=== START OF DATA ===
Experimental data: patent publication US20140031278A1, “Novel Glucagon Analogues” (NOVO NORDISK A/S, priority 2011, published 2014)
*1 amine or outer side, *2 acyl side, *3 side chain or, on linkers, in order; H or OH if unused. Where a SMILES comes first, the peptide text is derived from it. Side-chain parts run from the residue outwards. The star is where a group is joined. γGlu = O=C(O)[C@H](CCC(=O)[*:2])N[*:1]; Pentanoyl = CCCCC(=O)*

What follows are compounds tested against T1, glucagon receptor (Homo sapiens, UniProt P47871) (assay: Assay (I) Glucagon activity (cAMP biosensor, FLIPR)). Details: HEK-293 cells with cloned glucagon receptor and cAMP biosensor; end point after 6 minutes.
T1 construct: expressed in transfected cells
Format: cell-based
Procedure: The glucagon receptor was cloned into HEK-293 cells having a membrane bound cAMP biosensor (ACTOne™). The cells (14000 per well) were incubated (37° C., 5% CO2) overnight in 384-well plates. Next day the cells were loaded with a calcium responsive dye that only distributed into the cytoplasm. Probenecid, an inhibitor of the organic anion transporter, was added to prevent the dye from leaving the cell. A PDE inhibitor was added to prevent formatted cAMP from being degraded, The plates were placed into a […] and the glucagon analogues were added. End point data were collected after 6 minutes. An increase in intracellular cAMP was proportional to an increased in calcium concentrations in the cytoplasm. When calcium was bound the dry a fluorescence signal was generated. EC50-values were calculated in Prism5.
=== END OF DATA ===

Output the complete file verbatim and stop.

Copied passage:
Experimental data: patent publication US20140031278A1, “Novel Glucagon Analogues” (NOVO NORDISK A/S, priority 2011, published 2014)
*1 amine or outer side, *2 acyl side, *3 side chain or, on linkers, in order; H or OH if unused. Where a SMILES comes first, the peptide text is derived from it. Side-chain parts run from the residue outwards. The star is where a group is joined. γGlu = O=C(O)[C@H](CCC(=O)[*:2])N[*:1]; Pentanoyl = CCCCC(=O)*

What follows are compounds tested against T1, glucagon receptor (Homo sapiens, UniProt P47871) (assay: Assay (I) Glucagon activity (cAMP biosensor, FLIPR)). Details: HEK-293 cells with cloned glucagon receptor and cAMP biosensor; end point after 6 minutes.
T1 construct: expressed in transfected cells
Format: cell-based
Procedure: The glucagon receptor was cloned into HEK-293 cells having a membrane bound cAMP biosensor (ACTOne™). The cells (14000 per well) were incubated (37° C., 5% CO2) overnight in 384-well plates. Next day the cells were loaded with a calcium responsive dye that only distributed into the cytoplasm. Probenecid, an inhibitor of the organic anion transporter, was added to prevent the dye from leaving the cell. A PDE inhibitor was added to prevent formatted cAMP from being degraded, The plates were placed into a […] and the glucagon analogues were added. End point data were collected after 6 minutes. An increase in intracellular cAMP was proportional to an increased in calcium concentrations in the cytoplasm. When calcium was bound the dry a fluorescence signal was generated. EC50-values were calculated in Prism5.